A demonstration of substantial similarity would also require a showing that a common supervisor offered one of these other employees a position for which Radue was qualified, and that this same supervisor also knew about Radue's availability but refused to offer the job to him. Radue hasn't shown a common supervisor, and in fact doesn't even mention who offered Williams and Nankervis their positions. This omission alone probably precludes a showing of similarity because when "`different decision-makers are involved, two decisions are rarely similarly situated in all relevant respects.'" Stanback v. Best Diversified Products, Inc., 180 F.3d 903, 910 (8th Cir. 1999) (quoting Harvey v. Anheuser-Busch, Inc., 38 F.3d 968, 972 (8th Cir. 1994)); see Hollins v. Atlantic Co., Inc., 188 F.3d 652, 659 (6th Cir. 1999). Different employment decisions, concerning different employees, made by different supervisors, are seldom sufficiently comparable to establish a prima facie case of discrimination for the simple reason that different supervisors may exercise their discretion differently. Cf. Weisbrot v. Medical College of Wisconsin, 79 F.3d 677, 683 (7th Cir. 1996); Timms v. Frank, 953 F.2d 281, 287 (7th Cir. 1992). These distinctions sufficiently account for any disparity in treatment, thereby preventing an inference of discrimination.
Even if Radue demonstrated some likeness to Nankervis, Proctor, and Williams in these respects, he was substantially dissimilar to them in two material ways: he had previous job performance problems and he communicated to superiors that he hoped he could bide his time with the company for two more years in order to qualify for a good severance package. With respect to his performance, Radue was perceived as having a drinking problem, had episodes of non-attendance, and was thought to procrastinate on projects. Nankervis, Williams, and Proctor were not previously cited for substantial performance problems and never manifested an intent to make a quick departure, which makes them materially different from Radue. See Smith v. Stratus Computer, Inc., 40 F.3d 11, 17 (1st Cir. 1994) (substantial similarity requires a showing that the ostensibly similar employees conducted themselves in a corresponding fashion). Because these distinctions were substantial enough to account for the different treatment Radue claims he received, Radue has failed to show that he was sufficiently similar to either Proctor, Nankervis, or Williams to establish a prima facie case.
Radue also points to about thirteen mechanical engineers and six process engineers who were hired, transferred, or promoted to other positions around the time of the RIF. But that's about all he does with this information, and so his halfhearted attempt to show similarity suffers from the problems we just discussed. The defect underlying Radue's approach stems from the frequency of transfers, promotions, and hirings at Kimberly-Clark, which means that these events are not in themselves indicative of discrimination. As we have already emphasized, a showing of discrimination requires more — much more than simply identifying employees who obtained jobs around the same time that the plaintiff was looking for a position. A valid comparison would have entailed showing that the these employees also encountered a RIF, that they obtained positions for which Radue was qualified, and that the supervisors in charge also knew that Radue was looking for such positions. Without this, there's no basis for inferring that the other employees were similarly situated. The similarly situated requirement is very important, for without it a plaintiff would only have to point to one younger employee who was treated better than he. Wallace v. SMC Pneumatics, Inc., 103 F.3d 1394, 1398 (7th Cir. 1997). Such a minimal showing would be meaningless, especially with respect to large corporations like Kimberly-Clark. The record in this case does not indicate that Radue and these nineteen employees shared common features essential to a meaningful comparison, thus they cannot be used to establish the fourth element of a prima facie case of discrimination.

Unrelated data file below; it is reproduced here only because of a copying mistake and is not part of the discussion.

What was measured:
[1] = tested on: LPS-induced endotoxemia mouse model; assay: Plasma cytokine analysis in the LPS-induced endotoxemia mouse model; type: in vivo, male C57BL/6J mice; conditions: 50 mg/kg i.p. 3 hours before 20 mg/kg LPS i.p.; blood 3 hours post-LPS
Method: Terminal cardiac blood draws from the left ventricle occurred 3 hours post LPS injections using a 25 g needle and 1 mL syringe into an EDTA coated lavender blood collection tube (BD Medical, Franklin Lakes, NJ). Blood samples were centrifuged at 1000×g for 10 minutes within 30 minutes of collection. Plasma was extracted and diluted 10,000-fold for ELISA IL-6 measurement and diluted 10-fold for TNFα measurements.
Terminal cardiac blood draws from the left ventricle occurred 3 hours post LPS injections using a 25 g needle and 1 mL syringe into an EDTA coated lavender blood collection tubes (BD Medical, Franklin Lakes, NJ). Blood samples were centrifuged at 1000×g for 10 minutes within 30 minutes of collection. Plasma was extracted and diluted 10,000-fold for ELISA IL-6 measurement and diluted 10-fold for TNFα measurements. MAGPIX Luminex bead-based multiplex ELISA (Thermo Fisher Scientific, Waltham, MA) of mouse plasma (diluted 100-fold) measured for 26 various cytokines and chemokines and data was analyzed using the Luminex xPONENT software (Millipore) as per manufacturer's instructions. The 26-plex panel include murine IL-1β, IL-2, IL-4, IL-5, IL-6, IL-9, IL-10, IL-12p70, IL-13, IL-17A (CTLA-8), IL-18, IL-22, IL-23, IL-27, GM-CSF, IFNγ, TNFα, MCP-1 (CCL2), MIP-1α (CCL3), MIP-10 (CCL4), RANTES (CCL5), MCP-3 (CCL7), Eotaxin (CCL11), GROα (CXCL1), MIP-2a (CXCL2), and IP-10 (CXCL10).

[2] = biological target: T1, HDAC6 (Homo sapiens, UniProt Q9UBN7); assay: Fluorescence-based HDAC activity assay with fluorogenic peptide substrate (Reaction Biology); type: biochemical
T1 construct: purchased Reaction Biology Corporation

2. Substantially younger.
Finally, we also note that Radue was required to show that any similarly situated employees were substantially younger, which Radue cannot do as to Nankervis and Proctor. Nankervis was forty-six years old at the time of the RIF, which is problematic for Radue because to satisfy the "substantially younger" requirement, the relevant individual must be at least ten years younger than the plaintiff. Hartley v. Wisconsin Bell, Inc., 124 F.3d 887, 893 (7th Cir. 1997). There being only seven years difference between the two, Nankervis is not substantially younger. Proctor won't work either, as he is 9.5 years younger than Radue. But 9.5 is pretty close to 10, and where a plaintiff just misses the 10-year mark, he can still present a triable claim if he directs the court to evidence that his employer considered age to be a significant factor. Fisher, 139 F.3d at 1141. But all Radue has are his statistics, the shortcomings of which we discussed above. Therefore, Radue could not use Proctor to make out a prima facie case either. Although Renatta Williams and the nineteen engineers Radue mentioned are substantially younger than Radue, as we discussed above, Radue didn't show that they were similarly situated.
Radue presented no direct evidence of discrimination and his statistical evidence failed to create a legitimate jury question. As to the indirect method, Radue failed to establish a prima facie case because he could not show that even a single substantially younger, similarly situated employee was treated more favorably. Accordingly, the district court properly granted summary judgment for Kimberly-Clark, and its decision is in all respects